It's actually the sheriff, Mike Andrews, who filed the charges. Law enforcement makes the initial charging decision, then it's up to DA to take it up. To be honest with you, I think the charges are politically motivated to satisfy the public's bloodlust because they saw a black girl take down a confederate statue.*
Typically the way this works the DA will develop a plea agreement of some kind to see if the defendant wants to take it, then it's up to the defendant to take it or go to trial. At least one of the two misdemeanors will wind up in the plea deal, but the felonies? No chance. And if it does somehow go to a felony plea, then I would take it to trial.
What are the collateral consequences here to the people charged, especially given their age?
The main issue is that the info gets disseminated all over the place. A lot of websites go through the newspapers every day for the mugshots.
We have a paper here called the the Slammer that's nothing but mug shots from the week before. You also have the social media consequences. Also, we have a system in North Carolina, ACIS (Automated Criminal & Infraction System), to handle the court calendar. Private companies that do background checks buy access to ACIS and see that, even if you're completely not guilty and you never get convicted of anything, 20 years from now, you apply for a job, those charges come up, and they're not going to stick around to find out what happened.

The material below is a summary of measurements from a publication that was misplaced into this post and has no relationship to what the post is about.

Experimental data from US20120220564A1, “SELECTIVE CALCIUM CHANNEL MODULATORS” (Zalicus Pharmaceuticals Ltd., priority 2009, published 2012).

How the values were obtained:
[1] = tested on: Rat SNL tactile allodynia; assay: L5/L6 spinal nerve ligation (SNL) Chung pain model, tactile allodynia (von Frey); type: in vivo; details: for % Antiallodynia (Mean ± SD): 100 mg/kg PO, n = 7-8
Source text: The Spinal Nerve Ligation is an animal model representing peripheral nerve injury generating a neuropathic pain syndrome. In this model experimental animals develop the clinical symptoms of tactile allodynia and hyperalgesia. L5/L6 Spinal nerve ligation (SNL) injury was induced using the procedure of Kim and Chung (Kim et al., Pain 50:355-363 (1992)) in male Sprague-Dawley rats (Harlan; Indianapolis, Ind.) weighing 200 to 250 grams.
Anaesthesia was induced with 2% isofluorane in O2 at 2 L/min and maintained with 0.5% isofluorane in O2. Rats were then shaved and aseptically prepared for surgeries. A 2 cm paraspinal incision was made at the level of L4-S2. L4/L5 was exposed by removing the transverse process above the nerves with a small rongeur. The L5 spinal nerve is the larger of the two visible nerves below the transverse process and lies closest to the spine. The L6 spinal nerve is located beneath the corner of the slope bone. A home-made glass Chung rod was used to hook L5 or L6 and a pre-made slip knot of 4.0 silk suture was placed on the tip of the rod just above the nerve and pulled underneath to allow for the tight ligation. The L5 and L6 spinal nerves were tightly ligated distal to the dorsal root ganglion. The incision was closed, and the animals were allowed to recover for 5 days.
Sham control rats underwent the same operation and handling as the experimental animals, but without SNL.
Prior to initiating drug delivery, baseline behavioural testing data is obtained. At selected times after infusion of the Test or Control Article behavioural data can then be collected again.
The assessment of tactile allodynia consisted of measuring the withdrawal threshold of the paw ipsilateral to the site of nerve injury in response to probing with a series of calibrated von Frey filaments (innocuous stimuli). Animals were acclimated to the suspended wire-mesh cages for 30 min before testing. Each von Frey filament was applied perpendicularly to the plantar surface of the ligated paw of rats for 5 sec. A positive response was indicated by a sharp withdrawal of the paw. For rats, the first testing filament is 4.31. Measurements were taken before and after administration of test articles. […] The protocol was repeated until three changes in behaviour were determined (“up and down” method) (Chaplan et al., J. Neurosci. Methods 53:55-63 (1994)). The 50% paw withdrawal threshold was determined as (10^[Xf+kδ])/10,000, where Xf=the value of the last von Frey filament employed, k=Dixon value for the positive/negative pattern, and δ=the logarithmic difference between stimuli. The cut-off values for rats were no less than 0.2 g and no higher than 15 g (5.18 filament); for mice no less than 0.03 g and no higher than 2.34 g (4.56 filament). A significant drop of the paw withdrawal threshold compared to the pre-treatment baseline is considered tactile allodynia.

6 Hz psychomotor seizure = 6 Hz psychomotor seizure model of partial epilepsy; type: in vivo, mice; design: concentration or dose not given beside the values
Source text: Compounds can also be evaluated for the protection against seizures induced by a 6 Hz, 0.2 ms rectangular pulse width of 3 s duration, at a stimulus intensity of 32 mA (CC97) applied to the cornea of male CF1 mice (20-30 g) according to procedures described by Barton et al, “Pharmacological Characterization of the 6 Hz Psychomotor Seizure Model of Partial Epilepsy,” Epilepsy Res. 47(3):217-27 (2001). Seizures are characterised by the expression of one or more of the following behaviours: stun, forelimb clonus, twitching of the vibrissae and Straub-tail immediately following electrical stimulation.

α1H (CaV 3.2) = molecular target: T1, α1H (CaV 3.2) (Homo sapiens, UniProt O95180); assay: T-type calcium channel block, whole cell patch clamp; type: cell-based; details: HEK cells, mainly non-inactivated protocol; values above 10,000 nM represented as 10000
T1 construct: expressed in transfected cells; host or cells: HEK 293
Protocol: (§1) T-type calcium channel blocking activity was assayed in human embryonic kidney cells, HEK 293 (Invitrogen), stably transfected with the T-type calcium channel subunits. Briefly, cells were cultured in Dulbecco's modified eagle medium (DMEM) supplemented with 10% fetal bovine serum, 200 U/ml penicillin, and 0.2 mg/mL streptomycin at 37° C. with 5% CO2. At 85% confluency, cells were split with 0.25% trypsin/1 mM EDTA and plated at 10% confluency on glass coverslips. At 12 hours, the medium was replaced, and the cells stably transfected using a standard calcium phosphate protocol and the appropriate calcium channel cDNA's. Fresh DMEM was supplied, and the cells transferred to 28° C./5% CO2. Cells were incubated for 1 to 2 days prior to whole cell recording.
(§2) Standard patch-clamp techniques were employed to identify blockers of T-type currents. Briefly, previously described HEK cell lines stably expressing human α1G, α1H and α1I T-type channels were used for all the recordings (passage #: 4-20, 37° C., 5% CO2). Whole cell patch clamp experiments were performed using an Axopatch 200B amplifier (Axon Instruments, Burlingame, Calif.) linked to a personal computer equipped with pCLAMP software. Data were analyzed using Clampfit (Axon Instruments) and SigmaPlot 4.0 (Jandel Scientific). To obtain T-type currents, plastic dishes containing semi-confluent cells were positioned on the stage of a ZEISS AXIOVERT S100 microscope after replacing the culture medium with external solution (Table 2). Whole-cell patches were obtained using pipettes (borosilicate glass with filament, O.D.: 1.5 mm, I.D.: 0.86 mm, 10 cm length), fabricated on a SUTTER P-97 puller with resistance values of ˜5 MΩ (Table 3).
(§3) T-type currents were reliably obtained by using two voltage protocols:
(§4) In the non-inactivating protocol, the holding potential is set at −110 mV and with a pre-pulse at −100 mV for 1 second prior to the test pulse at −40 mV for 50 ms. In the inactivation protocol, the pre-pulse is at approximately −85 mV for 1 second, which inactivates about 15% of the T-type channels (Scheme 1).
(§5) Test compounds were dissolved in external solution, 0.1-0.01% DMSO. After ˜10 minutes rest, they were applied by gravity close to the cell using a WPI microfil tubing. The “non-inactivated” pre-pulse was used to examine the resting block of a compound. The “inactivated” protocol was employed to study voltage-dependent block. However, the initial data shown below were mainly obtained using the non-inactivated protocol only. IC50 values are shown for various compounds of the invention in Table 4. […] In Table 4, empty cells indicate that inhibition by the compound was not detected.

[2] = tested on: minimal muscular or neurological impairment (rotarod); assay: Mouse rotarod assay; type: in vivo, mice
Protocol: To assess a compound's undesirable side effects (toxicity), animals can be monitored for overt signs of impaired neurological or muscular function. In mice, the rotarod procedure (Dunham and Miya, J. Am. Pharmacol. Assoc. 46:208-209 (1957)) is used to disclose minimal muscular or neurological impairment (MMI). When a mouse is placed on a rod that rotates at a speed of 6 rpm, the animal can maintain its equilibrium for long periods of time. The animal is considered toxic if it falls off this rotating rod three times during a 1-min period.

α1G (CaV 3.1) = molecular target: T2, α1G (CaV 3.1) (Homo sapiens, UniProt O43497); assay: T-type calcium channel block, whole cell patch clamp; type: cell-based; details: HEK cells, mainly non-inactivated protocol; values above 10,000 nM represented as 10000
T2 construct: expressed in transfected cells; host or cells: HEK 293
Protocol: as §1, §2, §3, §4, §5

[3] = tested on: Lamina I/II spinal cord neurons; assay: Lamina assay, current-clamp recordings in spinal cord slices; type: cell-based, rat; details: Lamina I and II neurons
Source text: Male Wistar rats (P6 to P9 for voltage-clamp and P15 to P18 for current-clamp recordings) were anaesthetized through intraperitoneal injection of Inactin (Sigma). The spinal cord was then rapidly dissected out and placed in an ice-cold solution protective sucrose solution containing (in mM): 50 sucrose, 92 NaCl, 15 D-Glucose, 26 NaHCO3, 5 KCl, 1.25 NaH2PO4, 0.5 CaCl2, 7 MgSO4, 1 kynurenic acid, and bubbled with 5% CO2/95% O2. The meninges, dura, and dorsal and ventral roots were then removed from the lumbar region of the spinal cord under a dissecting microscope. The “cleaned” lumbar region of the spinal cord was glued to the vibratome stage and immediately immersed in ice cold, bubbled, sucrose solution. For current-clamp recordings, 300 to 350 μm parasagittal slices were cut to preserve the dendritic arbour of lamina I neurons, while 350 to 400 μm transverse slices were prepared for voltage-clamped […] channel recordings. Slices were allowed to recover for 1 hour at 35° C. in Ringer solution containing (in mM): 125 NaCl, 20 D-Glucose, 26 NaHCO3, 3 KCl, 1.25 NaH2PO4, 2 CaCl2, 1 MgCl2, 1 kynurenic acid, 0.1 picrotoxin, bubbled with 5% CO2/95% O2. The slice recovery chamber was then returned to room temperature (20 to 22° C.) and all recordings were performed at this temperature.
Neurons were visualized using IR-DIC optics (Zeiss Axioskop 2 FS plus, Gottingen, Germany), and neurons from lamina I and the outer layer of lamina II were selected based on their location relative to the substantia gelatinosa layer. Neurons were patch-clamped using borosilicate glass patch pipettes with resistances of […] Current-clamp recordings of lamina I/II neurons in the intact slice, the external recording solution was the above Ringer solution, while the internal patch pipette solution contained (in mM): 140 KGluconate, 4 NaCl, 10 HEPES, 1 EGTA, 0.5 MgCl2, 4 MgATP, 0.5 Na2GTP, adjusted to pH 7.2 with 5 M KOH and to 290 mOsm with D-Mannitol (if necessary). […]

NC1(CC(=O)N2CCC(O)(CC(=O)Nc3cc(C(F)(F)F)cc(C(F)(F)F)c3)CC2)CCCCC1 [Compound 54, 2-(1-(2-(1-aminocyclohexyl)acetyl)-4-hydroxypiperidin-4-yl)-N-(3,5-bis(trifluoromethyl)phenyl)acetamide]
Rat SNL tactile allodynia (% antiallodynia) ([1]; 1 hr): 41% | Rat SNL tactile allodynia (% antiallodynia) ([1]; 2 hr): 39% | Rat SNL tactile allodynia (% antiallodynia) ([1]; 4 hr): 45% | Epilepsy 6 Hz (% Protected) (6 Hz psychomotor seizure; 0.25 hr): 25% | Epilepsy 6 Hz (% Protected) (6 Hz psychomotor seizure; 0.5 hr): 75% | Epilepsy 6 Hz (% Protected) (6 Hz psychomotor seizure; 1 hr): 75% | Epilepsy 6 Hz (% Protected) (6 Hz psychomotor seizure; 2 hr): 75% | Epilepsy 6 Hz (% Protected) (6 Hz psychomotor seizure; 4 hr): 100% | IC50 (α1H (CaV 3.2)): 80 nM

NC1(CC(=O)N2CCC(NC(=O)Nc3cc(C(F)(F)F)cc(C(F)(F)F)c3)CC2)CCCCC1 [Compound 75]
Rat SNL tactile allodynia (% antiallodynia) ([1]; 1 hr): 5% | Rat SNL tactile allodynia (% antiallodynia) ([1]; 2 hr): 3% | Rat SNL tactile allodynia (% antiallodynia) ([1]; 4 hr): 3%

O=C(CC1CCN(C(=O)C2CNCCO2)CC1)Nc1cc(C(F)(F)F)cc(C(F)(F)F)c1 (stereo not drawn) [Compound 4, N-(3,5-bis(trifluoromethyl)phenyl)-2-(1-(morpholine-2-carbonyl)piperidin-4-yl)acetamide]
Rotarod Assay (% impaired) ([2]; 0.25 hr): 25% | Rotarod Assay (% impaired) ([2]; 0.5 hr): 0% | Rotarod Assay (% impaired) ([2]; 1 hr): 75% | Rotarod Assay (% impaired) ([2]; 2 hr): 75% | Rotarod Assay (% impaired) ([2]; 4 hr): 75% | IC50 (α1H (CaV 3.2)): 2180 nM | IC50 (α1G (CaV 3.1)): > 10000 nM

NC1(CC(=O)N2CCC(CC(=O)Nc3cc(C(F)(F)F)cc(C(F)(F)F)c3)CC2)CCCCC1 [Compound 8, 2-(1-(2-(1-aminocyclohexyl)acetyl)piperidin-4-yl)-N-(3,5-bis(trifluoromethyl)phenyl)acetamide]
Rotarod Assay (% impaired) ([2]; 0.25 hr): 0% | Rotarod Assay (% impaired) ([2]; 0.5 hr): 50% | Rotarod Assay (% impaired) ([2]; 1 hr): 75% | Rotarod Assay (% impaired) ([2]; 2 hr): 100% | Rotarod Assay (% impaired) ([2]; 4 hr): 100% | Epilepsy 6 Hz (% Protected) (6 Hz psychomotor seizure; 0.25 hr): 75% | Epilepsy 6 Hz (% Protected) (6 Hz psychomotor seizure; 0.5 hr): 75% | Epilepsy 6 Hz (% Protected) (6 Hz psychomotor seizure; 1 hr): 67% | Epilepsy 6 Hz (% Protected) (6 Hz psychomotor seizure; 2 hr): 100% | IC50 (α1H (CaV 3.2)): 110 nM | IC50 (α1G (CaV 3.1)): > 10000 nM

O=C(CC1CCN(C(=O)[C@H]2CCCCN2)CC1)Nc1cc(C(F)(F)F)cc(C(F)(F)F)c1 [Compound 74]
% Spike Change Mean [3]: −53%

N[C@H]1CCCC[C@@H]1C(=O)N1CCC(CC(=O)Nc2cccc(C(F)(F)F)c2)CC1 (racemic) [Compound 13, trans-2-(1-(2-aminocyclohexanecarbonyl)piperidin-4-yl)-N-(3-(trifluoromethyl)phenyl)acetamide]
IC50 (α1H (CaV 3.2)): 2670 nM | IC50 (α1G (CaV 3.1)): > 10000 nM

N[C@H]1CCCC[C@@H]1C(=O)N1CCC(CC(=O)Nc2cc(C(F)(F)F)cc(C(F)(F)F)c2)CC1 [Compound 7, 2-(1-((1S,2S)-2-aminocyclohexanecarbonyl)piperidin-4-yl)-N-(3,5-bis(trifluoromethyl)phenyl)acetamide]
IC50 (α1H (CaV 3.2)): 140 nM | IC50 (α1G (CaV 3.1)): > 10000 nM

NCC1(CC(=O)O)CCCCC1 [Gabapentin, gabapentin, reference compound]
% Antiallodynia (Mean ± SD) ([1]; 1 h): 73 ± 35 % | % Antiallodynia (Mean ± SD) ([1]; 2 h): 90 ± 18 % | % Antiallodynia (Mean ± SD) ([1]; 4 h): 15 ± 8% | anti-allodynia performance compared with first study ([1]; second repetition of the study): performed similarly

If it's misdemeanor property damage for slashing tires, then it should be misdemeanor property damage for tearing down a participation trophy erected to traitors.
What do you think these protesters should be charged with? Nothing at all?
You have to look at how we'd enforce it in a private property context. If I and three friends went to your house and slashed your tires because we didn't like VICE or something, we'd be charged with misdemeanor property damage and we'd have to pay restitution to make the victim whole. You make the government whole with some form of punishment—most of the time it's community service, sometimes it's jail. That's enough, we call it square and everyone goes about their business.
And I think that would be appropriate here. The laws need to be enforced equally. If it's misdemeanor property damage for slashing tires, then it should be misdemeanor property damage for tearing down a participation trophy erected to traitors.
What do you see as the future of monuments in North Carolina and throughout the country?
When it comes to decisions about these monuments, our state legislature has taken local power away from people.They took that away in 2015 with a law that says cities and counties can't touch these monuments without the approval of the state legislature. There's some kind of state commission that has to approve the removal or movement of any state monument. If it's moved, it has to be moved to a place of equal prominence. State law actually forbids taking a monument and putting it in a museum.